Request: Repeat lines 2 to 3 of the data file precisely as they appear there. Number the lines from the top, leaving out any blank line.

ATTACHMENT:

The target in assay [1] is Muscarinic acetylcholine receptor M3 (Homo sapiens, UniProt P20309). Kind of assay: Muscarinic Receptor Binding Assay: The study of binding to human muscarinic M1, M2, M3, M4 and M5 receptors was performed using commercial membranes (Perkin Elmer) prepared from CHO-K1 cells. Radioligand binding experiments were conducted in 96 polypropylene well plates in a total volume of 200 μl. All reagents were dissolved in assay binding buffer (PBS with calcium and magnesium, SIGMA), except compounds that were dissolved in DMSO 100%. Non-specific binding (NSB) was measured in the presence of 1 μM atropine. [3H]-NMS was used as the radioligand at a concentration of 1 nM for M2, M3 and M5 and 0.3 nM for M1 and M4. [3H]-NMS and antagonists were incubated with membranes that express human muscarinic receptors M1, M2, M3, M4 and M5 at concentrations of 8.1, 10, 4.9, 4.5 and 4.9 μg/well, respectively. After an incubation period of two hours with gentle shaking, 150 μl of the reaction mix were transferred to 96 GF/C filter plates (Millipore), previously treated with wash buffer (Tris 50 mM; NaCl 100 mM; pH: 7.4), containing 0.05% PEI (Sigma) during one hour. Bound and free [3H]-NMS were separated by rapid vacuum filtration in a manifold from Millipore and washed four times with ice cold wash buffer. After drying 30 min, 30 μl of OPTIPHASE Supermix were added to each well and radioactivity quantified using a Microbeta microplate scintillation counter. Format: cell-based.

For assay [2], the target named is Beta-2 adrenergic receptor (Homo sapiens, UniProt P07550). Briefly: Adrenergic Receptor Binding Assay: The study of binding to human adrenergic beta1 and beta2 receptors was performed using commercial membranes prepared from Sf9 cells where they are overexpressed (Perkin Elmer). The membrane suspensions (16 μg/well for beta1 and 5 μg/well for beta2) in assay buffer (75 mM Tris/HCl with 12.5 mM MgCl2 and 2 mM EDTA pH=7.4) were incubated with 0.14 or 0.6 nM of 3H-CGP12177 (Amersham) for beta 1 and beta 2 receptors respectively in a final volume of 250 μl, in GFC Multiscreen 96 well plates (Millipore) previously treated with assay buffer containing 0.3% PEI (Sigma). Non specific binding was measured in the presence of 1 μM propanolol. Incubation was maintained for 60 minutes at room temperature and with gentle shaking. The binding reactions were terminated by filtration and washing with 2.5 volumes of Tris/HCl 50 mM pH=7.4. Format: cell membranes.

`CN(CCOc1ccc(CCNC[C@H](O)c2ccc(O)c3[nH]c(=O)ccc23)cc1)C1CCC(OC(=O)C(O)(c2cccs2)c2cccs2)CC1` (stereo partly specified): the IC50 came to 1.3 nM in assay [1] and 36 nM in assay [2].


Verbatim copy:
For assay [2], the target named is Beta-2 adrenergic receptor (Homo sapiens, UniProt P07550). Briefly: Adrenergic Receptor Binding Assay: The study of binding to human adrenergic beta1 and beta2 receptors was performed using commercial membranes prepared from Sf9 cells where they are overexpressed (Perkin Elmer). The membrane suspensions (16 μg/well for beta1 and 5 μg/well for beta2) in assay buffer (75 mM Tris/HCl with 12.5 mM MgCl2 and 2 mM EDTA pH=7.4) were incubated with 0.14 or 0.6 nM of 3H-CGP12177 (Amersham) for beta 1 and beta 2 receptors respectively in a final volume of 250 μl, in GFC Multiscreen 96 well plates (Millipore) previously treated with assay buffer containing 0.3% PEI (Sigma). Non specific binding was measured in the presence of 1 μM propanolol. Incubation was maintained for 60 minutes at room temperature and with gentle shaking. The binding reactions were terminated by filtration and washing with 2.5 volumes of Tris/HCl 50 mM pH=7.4. Format: cell membranes.

`CN(CCOc1ccc(CCNC[C@H](O)c2ccc(O)c3[nH]c(=O)ccc23)cc1)C1CCC(OC(=O)C(O)(c2cccs2)c2cccs2)CC1` (stereo partly specified): the IC50 came to 1.3 nM in assay [1] and 36 nM in assay [2].